With no further ado, then, please join me in welcoming one of our own made very good indeed. Take it away, Michael!
Conceiving, writing, refining, and seeing a book — or a series of them — through to publication is laborious and discouraging and hard. What I’ve learned is that if a part of that process isn’t working, you can’t let yourself lock up. What you can’t lose is time. You have to keep moving, try something different, and not be afraid to experiment. Experiments always yield results. They may not be the expected ones, they may be mystifying, or may even appear stupidly obvious, but there will be some kind of outcome — and they have a way of helping you find your way out when you are stuck.
It happened to me when Circuits of the Wind became a trilogy, because it was not originally planned to be one. Technically, it’s still a unified and single work. But as an undivided novel, yes, by current standards, it’s a bit long — I think it’s about 20,000 words longer than The Corrections. The length had been an issue, even as I knew that some books are double that size, or bigger, yet it seemed to be the way I do things; immediately before this I’d written a book five times as long.
Fortunately, there was a way out of this — it turned out to be a matter of possibility. Circuits of the Wind is being published serially in three volumes: Volume 1 came out late last year, Volume 2 has just been published now, and Volume 3 should arrive some time this summer.
Dividing the novel into multiple books for serial publication is not how I’d initially planned it. I hadn’t considered it even when I was urged to try it. I’d never thought of myself as a series author or an author of “trilogies” — and yet, thinking of it now, in some way the germ of it was always there: I’ve always felt that my work fits tightly together as a single legend, the books all interconnected. I like the idea of weaving all the characters and episodes and scenes together through my books, and I see all of my eventual stories as part of an interconnected world.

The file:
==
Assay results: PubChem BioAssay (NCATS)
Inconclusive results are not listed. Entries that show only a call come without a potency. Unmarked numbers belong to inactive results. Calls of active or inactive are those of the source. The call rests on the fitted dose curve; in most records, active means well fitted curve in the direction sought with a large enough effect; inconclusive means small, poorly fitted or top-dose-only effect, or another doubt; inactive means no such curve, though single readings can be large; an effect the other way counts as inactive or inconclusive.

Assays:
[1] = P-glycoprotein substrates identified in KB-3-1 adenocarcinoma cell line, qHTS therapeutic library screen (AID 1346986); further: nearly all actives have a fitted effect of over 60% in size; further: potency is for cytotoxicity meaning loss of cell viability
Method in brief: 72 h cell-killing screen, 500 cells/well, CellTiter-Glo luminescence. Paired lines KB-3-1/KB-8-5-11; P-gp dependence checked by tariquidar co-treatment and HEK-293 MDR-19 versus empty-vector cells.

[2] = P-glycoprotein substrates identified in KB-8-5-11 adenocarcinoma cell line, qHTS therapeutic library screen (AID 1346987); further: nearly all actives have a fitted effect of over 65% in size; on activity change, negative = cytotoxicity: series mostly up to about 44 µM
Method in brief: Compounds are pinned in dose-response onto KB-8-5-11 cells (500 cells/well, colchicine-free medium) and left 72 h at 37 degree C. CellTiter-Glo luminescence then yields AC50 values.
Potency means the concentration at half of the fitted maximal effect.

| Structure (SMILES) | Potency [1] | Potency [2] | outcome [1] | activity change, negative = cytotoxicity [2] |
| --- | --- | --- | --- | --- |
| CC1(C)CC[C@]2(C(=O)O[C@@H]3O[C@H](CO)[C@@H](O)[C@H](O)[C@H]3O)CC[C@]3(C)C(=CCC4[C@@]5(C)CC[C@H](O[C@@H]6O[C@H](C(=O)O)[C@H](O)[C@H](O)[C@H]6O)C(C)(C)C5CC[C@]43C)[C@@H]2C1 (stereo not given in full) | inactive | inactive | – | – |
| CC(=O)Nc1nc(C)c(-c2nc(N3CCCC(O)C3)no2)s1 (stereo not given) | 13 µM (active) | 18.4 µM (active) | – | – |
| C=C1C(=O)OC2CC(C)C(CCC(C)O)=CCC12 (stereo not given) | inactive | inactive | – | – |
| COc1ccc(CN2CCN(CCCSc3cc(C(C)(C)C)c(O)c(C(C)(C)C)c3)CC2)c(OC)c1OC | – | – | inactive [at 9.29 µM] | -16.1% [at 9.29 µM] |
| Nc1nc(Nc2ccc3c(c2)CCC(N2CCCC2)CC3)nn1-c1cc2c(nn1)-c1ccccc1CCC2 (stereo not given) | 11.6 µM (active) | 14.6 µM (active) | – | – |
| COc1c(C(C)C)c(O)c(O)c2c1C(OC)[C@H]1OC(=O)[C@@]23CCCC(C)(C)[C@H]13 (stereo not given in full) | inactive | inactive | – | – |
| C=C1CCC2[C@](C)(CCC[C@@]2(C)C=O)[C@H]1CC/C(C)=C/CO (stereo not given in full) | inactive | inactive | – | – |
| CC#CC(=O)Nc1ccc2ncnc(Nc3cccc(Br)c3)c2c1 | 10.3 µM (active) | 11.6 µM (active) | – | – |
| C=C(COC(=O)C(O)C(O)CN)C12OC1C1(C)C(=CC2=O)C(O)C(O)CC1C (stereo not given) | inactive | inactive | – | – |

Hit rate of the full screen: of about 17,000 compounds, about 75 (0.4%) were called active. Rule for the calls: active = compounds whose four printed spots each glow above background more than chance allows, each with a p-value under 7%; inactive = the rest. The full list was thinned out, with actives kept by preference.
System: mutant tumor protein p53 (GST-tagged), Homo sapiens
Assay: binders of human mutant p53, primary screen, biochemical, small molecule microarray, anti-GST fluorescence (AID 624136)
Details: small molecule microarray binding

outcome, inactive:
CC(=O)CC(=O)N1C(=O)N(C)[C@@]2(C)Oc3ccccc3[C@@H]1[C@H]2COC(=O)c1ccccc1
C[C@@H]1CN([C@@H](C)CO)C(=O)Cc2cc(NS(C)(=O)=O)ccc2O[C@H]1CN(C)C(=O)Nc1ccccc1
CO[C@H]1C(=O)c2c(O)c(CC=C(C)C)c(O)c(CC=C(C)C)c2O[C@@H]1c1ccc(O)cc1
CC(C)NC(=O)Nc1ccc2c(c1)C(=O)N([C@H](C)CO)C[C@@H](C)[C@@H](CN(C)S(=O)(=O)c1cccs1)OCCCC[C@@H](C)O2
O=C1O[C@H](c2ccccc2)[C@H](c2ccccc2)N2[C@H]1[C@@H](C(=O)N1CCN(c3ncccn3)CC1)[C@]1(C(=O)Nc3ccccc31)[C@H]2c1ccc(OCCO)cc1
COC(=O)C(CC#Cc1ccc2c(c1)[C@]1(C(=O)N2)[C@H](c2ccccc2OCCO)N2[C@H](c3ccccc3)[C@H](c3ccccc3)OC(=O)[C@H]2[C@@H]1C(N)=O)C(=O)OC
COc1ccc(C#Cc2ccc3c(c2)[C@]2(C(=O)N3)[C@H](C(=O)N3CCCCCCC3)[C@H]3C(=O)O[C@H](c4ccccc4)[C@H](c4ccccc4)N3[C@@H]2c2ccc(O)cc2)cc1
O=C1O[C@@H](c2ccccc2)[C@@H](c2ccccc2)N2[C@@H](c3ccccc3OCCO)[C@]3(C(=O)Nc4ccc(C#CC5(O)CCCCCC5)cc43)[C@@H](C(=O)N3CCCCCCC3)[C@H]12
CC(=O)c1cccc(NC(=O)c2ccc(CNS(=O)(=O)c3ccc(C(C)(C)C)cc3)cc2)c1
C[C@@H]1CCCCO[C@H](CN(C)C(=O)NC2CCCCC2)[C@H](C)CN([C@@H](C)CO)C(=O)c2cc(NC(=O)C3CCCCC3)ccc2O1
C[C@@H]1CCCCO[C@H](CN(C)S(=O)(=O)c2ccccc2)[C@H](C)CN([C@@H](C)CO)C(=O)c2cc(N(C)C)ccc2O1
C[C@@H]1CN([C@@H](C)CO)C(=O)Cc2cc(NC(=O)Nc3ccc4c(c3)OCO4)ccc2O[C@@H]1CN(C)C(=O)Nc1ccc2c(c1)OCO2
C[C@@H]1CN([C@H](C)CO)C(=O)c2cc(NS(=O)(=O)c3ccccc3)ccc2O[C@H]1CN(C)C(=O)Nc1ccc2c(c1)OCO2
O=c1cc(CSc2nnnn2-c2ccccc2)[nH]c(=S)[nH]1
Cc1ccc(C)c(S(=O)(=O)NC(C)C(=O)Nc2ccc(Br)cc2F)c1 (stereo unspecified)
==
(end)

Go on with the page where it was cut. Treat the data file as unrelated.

But the story of how Circuits of the Wind became a trilogy really begins late in the game, when I had already finished it and was trying to sell it.
I was living in a little bungalow at the time, tucked away in an obscure corner of the nation, far from most everything that was going on — this was the house I’d found myself in not long after escaping college, and despite the love that visitors would give it, telling me constantly how they thought it was so comforting and quaint, and with such a warm inviting rustic air, I didn’t like it at all. In fact I deplored it — the neutralizing 90s “updates” of the previous owner, the backwater location far away from the pulse of the world, the weird layout all constantly got to me.
(My feelings on this have since mellowed: that little town now feels inviting and homey when I’m passing through it, and the townies I knew from back in the day all have kids now but are still happily leading their wooded-lot lives with nights under the fluorescent yellows of the roadside bar, and I see that from the road that house does hold a kind of warmth and agrestic quaintness.)
But even back then I’d admit to anyone that the place had a few great benefits — the first being proximity to airport and highway.
What it also gave, and which was best of all, was a quiet place in which to work. The house was built at the edge of an enchanted wood, where the stone wall of an ancient footbridge lay sunken, broke-backed, into the ditch, and through the daylight hours there would be the varied song and call of many birds.